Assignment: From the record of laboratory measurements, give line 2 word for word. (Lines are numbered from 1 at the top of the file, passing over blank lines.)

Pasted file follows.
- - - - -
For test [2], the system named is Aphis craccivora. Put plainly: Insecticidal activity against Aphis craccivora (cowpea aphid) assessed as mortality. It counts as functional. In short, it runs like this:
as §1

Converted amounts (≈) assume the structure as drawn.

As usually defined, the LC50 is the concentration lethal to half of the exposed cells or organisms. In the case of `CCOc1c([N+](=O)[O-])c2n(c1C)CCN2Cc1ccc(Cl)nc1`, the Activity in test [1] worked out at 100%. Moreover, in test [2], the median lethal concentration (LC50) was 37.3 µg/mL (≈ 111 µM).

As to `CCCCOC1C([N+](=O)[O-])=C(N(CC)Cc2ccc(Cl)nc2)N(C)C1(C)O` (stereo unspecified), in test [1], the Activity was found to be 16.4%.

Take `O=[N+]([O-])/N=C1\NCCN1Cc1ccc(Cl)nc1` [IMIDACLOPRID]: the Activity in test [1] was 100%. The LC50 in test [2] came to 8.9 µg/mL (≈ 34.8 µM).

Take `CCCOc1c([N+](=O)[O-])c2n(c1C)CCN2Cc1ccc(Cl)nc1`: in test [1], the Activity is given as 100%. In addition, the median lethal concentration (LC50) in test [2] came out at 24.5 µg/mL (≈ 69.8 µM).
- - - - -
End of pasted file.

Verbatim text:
as §1